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I've watched this video many times and coming from a long time dove worker, let me say that none of his steals were jerky, or harmful to the birds. His steals are actually quite smooth. After each production, he doesn't just throw the birds in the cage. He let's them settle down a bit and then puts them in the cage. Since there is no perch to deal with, it may seem like he's handling the birds roughly but he's just putting them on the floor of the Café.

Before the vanish, notice he moves each bird to the center so protect them. I do find a little fault with this as it telegraphs what is going to happen. The only other fault I find is that the cage is a little small for that many birds. Initially they were on top of one another, but again that isn't harmful.
Where the magic begins
ronnyman
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Indiana
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Quote:
On 2012-07-20 20:16, Anatole wrote:
----- Amado "Sonny" Narvaez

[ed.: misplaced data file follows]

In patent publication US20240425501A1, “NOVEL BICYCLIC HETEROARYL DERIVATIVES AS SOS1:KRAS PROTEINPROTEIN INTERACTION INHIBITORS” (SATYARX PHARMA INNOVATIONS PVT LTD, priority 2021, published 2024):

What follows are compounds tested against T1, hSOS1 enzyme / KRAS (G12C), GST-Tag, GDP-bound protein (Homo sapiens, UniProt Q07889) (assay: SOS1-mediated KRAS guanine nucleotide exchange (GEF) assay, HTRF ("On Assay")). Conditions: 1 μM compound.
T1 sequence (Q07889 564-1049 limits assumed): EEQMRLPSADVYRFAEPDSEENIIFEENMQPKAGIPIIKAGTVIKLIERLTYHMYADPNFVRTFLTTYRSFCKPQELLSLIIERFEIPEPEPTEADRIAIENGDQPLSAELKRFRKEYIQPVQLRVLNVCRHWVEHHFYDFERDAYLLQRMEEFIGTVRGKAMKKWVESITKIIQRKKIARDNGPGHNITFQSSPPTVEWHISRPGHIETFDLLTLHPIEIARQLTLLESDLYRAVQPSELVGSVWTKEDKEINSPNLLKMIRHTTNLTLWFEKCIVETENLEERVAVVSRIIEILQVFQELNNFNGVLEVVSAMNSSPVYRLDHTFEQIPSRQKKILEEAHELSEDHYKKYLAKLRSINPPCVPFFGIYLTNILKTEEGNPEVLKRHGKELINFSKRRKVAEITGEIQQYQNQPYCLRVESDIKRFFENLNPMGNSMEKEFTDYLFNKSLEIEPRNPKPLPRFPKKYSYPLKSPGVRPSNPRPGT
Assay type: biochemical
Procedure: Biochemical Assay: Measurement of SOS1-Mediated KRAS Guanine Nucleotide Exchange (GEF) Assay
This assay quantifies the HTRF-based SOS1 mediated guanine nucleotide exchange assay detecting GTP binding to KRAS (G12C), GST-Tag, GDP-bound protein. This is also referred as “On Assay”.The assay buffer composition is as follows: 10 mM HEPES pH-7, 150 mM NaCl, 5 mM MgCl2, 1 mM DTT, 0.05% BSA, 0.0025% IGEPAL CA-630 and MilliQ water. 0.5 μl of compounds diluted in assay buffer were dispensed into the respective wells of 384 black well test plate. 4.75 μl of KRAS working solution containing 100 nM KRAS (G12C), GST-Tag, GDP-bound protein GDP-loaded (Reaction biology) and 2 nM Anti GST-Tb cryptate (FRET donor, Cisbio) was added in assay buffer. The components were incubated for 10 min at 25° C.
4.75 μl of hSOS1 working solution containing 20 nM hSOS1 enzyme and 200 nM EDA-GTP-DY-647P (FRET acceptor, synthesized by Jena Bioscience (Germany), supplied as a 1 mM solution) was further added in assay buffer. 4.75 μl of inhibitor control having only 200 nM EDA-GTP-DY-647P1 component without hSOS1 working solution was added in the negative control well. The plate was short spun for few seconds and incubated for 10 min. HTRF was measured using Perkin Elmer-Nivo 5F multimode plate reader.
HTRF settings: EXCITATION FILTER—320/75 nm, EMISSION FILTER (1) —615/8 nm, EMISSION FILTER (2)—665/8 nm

P.S. Here's a non-dove magic example of how the mind looks for the complicated solution rather than the easy reality. The first time I saw a coin pushed through a square of latex, I was convinced that the magician was using something NASA had developed for the space program so that if a meteor broke through the wall of a space capsule, the wall would automatically seal itself. I eventually learned the secret, of course, but when lay people ask how it was done, I sometimes tell them about the secret NASA material. I console myself by reminding myself that the more intelligent a person is, the easier it is to fool them Smile
That makes magic a kind of "emperor's new clothes" syndrome.


That is so true! When trying to figure stuff out the more intelligent you are the harder it is sometimes to understand. Of course intelligent people don't always look for the simpleton solution many offer.